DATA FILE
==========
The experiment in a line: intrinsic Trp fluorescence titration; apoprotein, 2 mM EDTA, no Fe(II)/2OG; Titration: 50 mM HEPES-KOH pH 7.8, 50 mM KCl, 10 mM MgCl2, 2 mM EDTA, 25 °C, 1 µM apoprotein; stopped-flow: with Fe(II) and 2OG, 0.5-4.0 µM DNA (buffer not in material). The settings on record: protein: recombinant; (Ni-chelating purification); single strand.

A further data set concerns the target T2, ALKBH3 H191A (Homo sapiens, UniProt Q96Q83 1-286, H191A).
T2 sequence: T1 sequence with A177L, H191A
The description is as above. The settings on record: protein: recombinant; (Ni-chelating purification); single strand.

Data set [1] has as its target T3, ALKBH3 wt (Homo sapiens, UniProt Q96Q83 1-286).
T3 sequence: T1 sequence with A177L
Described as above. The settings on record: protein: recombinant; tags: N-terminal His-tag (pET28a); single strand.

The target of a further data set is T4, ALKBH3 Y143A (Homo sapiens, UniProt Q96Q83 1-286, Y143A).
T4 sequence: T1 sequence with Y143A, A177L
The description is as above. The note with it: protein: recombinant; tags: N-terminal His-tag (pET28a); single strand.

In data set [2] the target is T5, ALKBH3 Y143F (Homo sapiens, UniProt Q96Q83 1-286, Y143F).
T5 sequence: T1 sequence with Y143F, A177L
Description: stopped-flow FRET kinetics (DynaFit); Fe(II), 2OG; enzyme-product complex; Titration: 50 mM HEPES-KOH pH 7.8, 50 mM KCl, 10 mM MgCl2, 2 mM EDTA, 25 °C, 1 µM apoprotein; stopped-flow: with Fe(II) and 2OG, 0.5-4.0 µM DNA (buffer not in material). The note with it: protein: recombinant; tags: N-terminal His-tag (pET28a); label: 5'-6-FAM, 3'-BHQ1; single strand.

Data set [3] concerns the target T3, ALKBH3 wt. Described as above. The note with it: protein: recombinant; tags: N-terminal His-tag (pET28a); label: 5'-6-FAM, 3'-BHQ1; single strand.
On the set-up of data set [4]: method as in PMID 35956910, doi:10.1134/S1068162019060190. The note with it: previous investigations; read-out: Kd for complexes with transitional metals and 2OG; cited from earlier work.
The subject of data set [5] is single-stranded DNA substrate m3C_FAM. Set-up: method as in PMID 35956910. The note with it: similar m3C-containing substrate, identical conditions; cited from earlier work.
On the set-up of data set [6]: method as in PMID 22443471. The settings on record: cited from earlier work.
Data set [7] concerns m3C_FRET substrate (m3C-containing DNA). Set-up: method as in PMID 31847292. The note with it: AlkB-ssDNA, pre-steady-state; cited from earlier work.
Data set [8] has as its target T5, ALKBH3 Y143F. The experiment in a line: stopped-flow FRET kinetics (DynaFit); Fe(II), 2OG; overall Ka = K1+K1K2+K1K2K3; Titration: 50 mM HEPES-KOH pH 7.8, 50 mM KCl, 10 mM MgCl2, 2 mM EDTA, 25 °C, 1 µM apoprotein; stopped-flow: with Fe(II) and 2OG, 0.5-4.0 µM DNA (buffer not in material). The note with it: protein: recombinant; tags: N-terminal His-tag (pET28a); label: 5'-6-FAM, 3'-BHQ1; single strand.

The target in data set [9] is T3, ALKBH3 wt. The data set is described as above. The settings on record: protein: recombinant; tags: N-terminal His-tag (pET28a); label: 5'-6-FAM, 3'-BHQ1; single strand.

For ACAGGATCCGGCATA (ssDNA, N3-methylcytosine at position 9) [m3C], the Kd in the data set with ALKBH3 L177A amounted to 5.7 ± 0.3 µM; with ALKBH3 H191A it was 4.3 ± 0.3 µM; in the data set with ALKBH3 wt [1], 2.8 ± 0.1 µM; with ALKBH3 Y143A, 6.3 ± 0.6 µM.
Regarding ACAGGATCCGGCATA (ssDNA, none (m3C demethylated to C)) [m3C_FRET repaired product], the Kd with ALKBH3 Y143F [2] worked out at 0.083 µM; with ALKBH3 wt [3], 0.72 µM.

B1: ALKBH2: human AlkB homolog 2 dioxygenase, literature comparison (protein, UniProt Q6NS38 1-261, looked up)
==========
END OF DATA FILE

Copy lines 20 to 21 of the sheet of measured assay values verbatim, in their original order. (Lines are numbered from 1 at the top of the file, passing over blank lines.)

The target in data set [9] is T3, ALKBH3 wt. The data set is described as above. The settings on record: protein: recombinant; tags: N-terminal His-tag (pET28a); label: 5'-6-FAM, 3'-BHQ1; single strand.

For ACAGGATCCGGCATA (ssDNA, N3-methylcytosine at position 9) [m3C], the Kd in the data set with ALKBH3 L177A amounted to 5.7 ± 0.3 µM; with ALKBH3 H191A it was 4.3 ± 0.3 µM; in the data set with ALKBH3 wt [1], 2.8 ± 0.1 µM; with ALKBH3 Y143A, 6.3 ± 0.6 µM.